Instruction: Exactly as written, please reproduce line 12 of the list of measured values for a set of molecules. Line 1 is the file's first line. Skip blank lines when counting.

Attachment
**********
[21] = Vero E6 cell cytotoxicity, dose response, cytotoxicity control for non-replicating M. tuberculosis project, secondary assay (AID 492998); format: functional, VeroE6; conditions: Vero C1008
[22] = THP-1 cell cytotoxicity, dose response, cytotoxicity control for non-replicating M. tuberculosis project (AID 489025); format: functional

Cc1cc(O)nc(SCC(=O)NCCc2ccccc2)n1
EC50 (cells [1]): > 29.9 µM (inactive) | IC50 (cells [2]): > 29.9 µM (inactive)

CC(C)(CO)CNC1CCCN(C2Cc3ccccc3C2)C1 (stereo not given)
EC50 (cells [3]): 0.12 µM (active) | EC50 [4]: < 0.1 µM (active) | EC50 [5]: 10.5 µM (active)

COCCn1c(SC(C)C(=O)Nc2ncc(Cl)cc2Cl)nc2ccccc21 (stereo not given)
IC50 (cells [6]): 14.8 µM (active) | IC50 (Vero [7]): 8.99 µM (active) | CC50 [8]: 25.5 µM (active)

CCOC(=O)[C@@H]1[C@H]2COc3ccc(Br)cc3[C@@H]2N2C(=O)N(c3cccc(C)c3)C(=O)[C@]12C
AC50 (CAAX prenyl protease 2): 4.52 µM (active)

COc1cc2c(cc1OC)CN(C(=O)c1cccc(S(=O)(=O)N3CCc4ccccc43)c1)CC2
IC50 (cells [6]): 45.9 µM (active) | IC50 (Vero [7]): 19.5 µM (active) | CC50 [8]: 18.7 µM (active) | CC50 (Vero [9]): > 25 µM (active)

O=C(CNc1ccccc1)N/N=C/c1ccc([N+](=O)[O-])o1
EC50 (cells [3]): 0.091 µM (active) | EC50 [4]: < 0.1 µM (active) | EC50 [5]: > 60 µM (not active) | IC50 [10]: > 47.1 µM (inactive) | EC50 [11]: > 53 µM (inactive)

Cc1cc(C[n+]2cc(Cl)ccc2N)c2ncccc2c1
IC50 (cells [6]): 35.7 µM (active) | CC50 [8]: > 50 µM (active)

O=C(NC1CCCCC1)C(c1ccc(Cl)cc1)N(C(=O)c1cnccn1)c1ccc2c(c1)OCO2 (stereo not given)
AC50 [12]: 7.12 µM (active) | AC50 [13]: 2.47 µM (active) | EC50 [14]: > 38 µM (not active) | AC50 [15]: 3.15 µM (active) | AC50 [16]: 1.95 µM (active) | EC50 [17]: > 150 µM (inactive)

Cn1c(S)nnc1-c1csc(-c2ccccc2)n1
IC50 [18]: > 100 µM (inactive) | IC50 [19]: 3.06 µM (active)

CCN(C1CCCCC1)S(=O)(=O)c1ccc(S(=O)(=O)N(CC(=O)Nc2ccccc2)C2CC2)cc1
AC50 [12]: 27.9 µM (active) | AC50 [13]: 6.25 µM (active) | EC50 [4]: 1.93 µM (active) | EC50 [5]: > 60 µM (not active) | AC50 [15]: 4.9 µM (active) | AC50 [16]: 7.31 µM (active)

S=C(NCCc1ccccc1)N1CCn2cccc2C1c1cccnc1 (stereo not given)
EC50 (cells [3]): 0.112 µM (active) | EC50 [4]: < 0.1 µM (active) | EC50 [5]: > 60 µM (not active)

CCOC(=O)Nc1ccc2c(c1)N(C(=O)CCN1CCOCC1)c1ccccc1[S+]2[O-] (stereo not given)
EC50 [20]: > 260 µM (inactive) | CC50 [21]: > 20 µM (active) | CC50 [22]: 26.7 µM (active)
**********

IC50 (cells [6]): 45.9 µM (active) | IC50 (Vero [7]): 19.5 µM (active) | CC50 [8]: 18.7 µM (active) | CC50 (Vero [9]): > 25 µM (active)